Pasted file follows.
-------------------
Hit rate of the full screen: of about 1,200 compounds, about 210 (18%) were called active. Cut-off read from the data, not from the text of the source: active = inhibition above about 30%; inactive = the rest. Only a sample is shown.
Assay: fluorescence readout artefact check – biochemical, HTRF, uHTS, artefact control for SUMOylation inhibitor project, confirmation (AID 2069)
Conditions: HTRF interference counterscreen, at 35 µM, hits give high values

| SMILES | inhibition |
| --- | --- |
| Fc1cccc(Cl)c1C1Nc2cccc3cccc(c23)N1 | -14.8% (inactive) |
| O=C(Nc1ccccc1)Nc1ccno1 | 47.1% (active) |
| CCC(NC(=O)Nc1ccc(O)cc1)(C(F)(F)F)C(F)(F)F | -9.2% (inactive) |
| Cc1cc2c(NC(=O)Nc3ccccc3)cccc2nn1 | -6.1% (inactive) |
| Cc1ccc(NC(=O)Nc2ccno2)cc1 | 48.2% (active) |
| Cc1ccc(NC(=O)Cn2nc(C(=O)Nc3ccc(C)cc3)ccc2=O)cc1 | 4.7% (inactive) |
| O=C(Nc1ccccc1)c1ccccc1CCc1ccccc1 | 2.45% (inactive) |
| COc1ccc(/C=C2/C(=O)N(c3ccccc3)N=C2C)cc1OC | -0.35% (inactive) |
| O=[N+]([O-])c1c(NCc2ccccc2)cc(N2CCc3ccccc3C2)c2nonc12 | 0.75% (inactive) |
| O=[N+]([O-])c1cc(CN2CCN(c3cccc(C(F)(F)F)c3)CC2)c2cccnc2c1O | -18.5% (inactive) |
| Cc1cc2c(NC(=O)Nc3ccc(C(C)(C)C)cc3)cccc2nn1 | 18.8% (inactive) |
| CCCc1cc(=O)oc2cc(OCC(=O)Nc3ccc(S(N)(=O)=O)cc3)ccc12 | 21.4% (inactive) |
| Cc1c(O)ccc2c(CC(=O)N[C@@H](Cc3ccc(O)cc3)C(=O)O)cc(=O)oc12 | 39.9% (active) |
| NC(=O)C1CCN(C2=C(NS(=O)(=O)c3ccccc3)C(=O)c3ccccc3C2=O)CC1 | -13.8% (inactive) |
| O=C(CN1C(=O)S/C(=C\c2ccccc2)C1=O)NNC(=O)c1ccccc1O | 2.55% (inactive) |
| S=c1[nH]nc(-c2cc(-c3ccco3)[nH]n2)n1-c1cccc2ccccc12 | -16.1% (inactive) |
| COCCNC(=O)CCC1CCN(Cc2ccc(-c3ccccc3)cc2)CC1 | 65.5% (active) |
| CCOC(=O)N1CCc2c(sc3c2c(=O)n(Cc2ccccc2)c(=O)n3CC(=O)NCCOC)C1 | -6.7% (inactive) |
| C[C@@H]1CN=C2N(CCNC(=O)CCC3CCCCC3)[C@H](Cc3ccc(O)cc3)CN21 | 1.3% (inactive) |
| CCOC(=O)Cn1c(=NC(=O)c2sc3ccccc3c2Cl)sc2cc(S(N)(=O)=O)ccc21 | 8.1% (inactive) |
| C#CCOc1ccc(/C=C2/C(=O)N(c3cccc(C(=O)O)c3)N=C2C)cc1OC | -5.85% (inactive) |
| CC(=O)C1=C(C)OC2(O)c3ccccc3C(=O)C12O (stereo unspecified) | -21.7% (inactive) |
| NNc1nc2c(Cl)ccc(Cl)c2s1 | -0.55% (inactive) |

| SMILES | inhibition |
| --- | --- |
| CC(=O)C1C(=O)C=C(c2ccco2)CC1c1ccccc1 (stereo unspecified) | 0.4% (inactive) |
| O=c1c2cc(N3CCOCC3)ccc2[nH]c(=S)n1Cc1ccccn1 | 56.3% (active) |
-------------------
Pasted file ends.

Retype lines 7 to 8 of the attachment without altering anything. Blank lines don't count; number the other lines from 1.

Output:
| O=C(Nc1ccccc1)Nc1ccno1 | 47.1% (active) |
| CCC(NC(=O)Nc1ccc(O)cc1)(C(F)(F)F)C(F)(F)F | -9.2% (inactive) |